One difficulty when miniaturizing electronics is often the parasitic capacitances that arise. These parasitic capacitances interfere with the operation of the electronics. Thus, when miniaturization of electronics is being sought, it is desirable to minimize parasitic capacitances. Referring to FIG. 5, it can be seen that the silicon-on-insulator (three layer) design is an insulator layer sandwiched between two layers of conductive silicon. As can be appreciated by one of ordinary skill in the art, an insulator between two conductors is generally analogous to the design for a basic capacitor. Thus, use of this three layer design tends to result in parasitic capacitances. Use of a two-layer silicon-on-insulator design, such as silicon on sapphire, reduces the inherent parasitic capacitance of the design because a two layer design is being used, not a three layer design (i.e. a conductor-resistor-conductor sandwich). Reduction of the capacitance allows higher frequencies to be used, and lowers power requirements. Limited current densities also protect against electromigration.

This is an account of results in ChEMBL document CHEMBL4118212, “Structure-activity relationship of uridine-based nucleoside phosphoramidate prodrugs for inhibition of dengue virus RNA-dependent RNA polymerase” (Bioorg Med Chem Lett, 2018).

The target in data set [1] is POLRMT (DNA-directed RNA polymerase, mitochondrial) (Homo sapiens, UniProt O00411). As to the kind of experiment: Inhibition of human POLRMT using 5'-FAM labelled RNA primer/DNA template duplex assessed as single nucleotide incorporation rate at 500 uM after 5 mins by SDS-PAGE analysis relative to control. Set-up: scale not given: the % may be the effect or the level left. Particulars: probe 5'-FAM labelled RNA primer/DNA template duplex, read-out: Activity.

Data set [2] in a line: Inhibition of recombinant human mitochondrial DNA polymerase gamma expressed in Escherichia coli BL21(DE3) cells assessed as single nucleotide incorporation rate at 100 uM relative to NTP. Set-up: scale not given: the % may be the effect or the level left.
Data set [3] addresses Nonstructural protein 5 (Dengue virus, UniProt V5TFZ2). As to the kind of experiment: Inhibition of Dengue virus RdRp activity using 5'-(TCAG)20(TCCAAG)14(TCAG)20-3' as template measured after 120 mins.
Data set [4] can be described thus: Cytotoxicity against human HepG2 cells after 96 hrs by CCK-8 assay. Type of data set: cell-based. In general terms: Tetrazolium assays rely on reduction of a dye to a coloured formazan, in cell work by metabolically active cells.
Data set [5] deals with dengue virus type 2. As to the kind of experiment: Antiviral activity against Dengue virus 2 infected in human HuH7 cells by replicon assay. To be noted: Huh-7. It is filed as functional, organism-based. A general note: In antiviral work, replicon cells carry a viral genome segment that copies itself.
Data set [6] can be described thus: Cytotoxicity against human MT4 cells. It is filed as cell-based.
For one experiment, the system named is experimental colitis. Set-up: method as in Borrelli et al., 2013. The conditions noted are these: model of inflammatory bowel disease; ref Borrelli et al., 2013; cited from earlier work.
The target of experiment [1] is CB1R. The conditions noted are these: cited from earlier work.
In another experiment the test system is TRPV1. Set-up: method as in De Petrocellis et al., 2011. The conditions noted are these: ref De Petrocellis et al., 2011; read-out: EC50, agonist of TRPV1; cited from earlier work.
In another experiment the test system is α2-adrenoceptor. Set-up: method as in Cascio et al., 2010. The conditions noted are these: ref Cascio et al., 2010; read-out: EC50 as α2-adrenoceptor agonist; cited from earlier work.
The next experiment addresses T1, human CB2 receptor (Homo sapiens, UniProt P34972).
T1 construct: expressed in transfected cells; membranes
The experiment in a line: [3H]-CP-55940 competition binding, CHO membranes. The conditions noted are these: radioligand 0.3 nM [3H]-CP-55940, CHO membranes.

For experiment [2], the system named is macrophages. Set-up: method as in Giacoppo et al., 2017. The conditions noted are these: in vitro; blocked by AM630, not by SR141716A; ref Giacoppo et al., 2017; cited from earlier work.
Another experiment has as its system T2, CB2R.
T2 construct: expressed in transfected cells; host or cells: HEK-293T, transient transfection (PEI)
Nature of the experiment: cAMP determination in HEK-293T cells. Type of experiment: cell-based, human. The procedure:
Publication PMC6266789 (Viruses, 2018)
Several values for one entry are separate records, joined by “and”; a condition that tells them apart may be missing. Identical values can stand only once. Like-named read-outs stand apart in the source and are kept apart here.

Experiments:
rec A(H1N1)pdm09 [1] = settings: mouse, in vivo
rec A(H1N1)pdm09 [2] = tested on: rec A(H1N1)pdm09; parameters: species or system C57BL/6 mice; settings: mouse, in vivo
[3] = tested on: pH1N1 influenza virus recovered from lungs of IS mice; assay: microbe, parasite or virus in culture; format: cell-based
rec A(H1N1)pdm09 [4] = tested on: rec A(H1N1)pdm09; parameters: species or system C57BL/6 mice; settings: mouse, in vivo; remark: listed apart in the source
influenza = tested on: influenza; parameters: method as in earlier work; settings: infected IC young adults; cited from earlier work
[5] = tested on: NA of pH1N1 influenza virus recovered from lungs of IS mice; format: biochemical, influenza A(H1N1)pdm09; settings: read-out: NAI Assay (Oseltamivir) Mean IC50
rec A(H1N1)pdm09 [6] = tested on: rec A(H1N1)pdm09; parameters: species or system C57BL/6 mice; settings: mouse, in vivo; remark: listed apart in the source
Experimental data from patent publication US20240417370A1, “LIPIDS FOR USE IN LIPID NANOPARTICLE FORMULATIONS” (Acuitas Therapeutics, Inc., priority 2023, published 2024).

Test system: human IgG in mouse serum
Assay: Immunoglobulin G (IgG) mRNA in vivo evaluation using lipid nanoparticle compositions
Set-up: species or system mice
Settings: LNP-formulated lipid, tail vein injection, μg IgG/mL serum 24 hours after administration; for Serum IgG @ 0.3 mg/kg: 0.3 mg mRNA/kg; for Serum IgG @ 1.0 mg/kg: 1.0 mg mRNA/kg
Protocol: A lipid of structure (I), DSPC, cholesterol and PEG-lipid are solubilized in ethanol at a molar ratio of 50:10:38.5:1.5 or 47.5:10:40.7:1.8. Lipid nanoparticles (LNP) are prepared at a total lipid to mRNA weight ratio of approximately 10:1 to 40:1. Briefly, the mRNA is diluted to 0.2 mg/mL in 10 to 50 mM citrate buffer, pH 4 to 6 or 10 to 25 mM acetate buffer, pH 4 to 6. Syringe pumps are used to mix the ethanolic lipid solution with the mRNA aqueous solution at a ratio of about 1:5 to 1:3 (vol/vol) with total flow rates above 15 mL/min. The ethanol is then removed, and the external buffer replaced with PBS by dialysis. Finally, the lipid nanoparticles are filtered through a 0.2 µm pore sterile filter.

FIG. 8 is a flowchart of a method according to one embodiment of the invention. A signal is transmitted through the formation at step 801. The signal is received at a first and a second receiver placed on the outside of a drill collar at step 802. Also at step 802, the receivers generate first and second received waveforms. The first and second waveforms are processed proximate the first and second receivers, respectively, at steps 803 and 804. Steps 803 and 804 are expected to generally occur simultaneously. At step 805, the processed first received waveform and processed second received waveform are transmitted to a location remote from the first receiver (such as a controller). The resistivity value is computed for the formation at step 806.